Year of selection 2020
Institution University of Washington
Country United States
Re-opening the economy requires an unprecedented scaling of our capacity to test, track, and treat COVID-19 infections, which are already straining medical supply chains. To allocate scarce medical resources efficiently, we need data to identify which neighborhoods will need more test kits ahead of the onset of symptoms. With the support of the AXA Research Fund, Dr. Mari Winkler, from the University of Washington in the US, intends to address this challenge by monitoring wastewater pumping stations to detect COVID-19 in communities ahead of individual testing. Detection of COVID-19 at wastewater treatment plants has been shown to detect increases ahead of individual testing in the population. However, measurements at the treatment plant might be skewed by dilution and the degradation of the virus as it takes longer to reach the treatment plant. Additionally, the low geographical resolution prevents neighborhood-level monitoring to inform directed individual testing campaigns. To bridge these gaps, Dr. Mari Winkler plans to test for the prevalence of the virus at different levels of sampling, i.e. moving from facility wastewater samples to pump stations at different levels in the sewer network, in low-income, high-income, and student housing neighborhoods. Additionally, the researcher will use individual testing data to build a correlation between the prevalence of COVID-19 in neighborhoods and the quantity of SARS-CoV-2 in wastewater, with consideration for the rate of virus degradation in the sewers, the dilution rate in the sewers, and population density.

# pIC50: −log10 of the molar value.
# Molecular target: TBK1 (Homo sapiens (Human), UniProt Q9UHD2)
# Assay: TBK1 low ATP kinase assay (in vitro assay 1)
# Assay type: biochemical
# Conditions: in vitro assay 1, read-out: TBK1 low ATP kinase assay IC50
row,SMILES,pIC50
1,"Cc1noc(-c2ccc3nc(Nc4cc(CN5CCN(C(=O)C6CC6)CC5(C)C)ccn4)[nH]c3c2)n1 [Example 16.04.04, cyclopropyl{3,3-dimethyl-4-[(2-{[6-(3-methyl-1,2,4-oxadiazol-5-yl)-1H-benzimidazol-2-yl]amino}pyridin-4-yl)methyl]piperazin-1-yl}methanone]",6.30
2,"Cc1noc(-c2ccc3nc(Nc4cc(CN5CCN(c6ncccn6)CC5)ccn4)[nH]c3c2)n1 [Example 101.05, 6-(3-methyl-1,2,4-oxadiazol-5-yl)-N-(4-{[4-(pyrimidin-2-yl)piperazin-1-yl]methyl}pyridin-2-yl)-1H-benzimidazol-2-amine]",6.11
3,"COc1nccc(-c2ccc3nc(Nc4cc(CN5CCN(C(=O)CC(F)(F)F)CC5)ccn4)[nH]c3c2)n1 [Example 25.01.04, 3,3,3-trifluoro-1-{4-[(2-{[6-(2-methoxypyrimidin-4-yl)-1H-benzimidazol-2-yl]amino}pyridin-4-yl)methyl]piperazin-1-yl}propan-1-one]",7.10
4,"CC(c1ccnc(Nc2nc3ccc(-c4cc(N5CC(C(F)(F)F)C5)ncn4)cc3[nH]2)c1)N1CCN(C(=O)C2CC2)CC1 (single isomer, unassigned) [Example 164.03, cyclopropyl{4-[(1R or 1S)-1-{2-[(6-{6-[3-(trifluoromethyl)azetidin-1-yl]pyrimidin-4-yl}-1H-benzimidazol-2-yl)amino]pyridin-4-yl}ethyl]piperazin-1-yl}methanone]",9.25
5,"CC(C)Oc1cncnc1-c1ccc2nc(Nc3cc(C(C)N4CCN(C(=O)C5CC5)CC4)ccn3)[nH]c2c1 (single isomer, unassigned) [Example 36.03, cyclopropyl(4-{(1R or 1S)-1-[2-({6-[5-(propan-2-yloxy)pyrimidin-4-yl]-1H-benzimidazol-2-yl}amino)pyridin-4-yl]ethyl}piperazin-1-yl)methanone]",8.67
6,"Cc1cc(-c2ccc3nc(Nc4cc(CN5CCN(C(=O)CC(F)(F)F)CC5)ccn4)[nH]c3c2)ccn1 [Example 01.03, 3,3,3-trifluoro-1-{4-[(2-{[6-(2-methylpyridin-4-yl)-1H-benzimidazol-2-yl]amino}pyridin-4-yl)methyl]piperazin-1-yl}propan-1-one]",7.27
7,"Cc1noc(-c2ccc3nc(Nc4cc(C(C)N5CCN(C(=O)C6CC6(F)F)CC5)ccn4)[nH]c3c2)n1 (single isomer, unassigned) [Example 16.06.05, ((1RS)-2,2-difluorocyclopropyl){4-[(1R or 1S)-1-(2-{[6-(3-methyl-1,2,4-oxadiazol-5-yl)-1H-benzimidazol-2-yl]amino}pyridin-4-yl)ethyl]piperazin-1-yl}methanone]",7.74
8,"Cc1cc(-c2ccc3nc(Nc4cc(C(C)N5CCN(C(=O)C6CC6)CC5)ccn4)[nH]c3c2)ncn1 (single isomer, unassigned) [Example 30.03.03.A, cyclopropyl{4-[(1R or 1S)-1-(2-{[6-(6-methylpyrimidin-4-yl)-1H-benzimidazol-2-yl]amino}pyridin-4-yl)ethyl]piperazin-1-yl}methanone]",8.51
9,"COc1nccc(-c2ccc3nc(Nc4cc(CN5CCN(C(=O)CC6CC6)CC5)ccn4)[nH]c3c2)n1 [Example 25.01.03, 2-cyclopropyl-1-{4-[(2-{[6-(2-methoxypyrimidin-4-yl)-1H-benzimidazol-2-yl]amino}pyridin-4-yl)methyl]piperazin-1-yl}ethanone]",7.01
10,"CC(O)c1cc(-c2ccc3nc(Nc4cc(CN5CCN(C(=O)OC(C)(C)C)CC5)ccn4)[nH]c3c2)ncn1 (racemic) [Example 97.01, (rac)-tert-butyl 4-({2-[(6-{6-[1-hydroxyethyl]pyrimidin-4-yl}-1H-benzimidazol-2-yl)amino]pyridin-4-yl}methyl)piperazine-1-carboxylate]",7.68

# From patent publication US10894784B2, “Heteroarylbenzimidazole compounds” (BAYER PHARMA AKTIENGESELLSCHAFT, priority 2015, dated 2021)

Dr. Mari Winkler seeks to improve mapping of the types of communities that are more likely to be infected by the virus. Monitoring wastewater allows us to “understand social disparities, enabling comparison of neighborhoods with varying demographics and access to testing,” according to the researcher. The project focuses on Seattle, located in Washington state’s most populous county (King County), which was the first city in the US impacted by COVID-19. More specifically, testing wastewater on facility level provides health information on populations that often lack formal access to individual testing. Dr. Mari Winkler is focusing on vulnerable populations like essential workers and homeless people “with no or poor healthcare”, deprived of legal status, and often living in “crowded housing facilities”. Tracking the virus at the facility level will provide health information on populations that are usually difficult to access. The study will combine results from different wastewater facilities to track the spread of the virus at the regional level.
Pump station monitoring is a valuable tool on multiple fronts in the effort to mitigate COVID-19. By gathering data at the neighborhood level, it enables the identification of hotspots for more efficient vaccination trials. This method also offers the dual advantage of being both “cheaper than individual testing” and “anonymous”. According to the researcher, using wastewater as a detection tool is a “first start from and beyond the Coronavirus,” as it can be used by public authorities for other diseases in the future. On the longer term, pump station monitoring could be adopted as a low-cost tool to inform targeted allocation of testing and vaccination resources and guide the timetable for lifting costly social isolation policies.